I did a tear down on my 12" tent fan before this grow. It had a couple hard years on it and was doing that move hesitate move thing. Well it wasn’t designed to be opened but that hardly slowed me. The grease the factory used was…ok… and it was sort of where it should be. It was open so I cleaned and reapplied. Didn’t fix the movement but I know it should be good for a couple more years.
Good tip. Just repaired my hurricane wall fan. The motor housing cracked on one screw allowing it to slip enough it stopped oscillating. Swapped it for the spare and did a full plastic weld splint. Shouldn’t break on that screw now but I am sure it will need more work in a couple months.
Never be scared to tear apart something that’s broken. What’s the worst that can happen. You learn something.
Plastic parts and metal fasteners… Always a love/hate relationship.
There are a couple variables in there that cause most of the problems. Over torquing screws is the biggest and the easiest to do. Might not crack today, maybe 6 months but eventually the plastic succumbs to the stress.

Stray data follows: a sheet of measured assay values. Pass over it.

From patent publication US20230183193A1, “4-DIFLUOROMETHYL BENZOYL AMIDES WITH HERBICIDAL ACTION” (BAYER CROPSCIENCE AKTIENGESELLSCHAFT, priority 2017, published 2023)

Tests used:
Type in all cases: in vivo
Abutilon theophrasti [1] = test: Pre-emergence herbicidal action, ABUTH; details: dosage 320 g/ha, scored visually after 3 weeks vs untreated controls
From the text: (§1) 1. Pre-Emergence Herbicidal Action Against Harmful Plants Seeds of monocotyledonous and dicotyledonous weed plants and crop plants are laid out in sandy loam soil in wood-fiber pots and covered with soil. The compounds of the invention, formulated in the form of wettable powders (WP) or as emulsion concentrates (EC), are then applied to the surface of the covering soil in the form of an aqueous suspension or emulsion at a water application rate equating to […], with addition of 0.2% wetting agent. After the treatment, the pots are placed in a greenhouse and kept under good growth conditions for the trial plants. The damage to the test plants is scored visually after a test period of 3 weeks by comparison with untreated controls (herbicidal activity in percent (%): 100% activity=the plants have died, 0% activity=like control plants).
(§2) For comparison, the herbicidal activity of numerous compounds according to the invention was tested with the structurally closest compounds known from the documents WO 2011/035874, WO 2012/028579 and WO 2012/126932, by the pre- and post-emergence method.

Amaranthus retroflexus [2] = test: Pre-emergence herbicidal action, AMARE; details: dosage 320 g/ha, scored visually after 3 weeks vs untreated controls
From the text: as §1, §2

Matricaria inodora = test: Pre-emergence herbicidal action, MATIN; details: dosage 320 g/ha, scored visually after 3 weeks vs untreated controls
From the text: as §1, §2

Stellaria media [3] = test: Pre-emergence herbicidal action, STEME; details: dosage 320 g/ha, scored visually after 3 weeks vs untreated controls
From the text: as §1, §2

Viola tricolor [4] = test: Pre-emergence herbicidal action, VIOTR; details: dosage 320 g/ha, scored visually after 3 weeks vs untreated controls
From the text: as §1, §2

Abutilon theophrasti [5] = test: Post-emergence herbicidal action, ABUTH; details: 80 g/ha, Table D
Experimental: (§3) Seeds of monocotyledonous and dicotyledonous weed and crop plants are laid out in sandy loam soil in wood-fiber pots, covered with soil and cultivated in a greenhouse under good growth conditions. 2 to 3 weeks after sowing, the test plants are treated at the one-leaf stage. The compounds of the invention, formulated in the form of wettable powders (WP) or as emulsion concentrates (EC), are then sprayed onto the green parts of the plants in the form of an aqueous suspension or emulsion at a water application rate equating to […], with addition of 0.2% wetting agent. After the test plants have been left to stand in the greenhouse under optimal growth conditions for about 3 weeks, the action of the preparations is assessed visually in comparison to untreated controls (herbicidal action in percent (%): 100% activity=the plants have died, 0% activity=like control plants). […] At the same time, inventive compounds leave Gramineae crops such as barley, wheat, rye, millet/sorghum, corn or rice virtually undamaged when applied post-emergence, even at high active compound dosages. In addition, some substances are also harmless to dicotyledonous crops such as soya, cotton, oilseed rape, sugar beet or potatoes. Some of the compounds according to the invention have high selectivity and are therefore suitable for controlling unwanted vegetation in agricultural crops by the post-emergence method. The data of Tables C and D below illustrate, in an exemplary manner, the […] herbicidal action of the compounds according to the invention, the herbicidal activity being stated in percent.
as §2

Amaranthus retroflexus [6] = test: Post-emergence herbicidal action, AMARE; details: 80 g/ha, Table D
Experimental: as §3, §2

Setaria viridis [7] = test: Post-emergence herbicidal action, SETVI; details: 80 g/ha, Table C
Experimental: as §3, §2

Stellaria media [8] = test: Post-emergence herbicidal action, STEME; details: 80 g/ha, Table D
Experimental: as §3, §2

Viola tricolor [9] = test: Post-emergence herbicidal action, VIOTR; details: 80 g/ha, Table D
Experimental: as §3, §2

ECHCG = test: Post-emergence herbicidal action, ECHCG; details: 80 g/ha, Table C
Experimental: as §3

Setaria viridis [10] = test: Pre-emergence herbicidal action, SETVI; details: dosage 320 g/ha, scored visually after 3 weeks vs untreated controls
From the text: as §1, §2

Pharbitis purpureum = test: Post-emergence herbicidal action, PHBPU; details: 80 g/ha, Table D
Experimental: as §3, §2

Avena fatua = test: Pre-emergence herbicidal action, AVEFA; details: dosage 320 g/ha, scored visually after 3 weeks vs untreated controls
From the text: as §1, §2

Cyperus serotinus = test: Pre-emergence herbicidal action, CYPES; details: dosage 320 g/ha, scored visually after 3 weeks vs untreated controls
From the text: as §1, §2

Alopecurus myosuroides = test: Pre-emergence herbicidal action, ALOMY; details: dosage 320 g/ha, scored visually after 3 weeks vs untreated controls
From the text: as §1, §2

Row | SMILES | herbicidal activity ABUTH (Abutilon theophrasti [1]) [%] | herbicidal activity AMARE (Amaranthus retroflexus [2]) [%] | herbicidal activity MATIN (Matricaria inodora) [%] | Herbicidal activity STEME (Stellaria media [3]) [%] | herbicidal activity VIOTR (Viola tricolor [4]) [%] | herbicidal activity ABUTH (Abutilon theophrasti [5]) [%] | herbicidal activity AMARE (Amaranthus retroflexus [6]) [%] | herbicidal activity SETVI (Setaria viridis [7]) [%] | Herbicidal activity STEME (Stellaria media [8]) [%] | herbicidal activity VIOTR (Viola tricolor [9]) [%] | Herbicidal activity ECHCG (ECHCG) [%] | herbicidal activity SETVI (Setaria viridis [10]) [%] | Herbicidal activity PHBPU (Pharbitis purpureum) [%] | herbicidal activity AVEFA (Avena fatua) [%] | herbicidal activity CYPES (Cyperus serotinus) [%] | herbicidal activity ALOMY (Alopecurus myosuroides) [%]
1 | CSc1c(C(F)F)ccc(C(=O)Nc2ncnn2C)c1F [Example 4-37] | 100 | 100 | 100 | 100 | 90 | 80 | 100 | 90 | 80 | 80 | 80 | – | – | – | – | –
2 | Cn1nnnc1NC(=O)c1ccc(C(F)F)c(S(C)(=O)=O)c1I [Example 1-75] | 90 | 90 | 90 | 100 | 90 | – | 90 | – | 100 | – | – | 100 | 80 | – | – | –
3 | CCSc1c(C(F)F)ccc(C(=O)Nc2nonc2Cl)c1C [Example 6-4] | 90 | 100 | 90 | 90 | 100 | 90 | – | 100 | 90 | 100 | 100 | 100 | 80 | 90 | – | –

My trick is to just snug it down and resist that urge to give it another 1/4 turn. Or if you did give that 1/4 turn, back it off slightly.
Thanks everyone for the suggestions. I have tried: 3M silicon paste (dielectric grease), Reel oil, Superlube with PTFE, and some brake lube/anti-squeal (purple stuff). Almost all failed in some way or another. I’ve ordered a (mostly) metal geared motor to try, but still, I think the lubricant is key. These motor get hot, 40-50C in parts…
The gears are mostly plastic. The smallest, on the shaft of the rotor (magnet) is plastic, the next is plastic with a reduced gear that’s metal, which turns a plastic gear with another metal reduced gear, which turns the final gear that turns the actual armature and is all metal.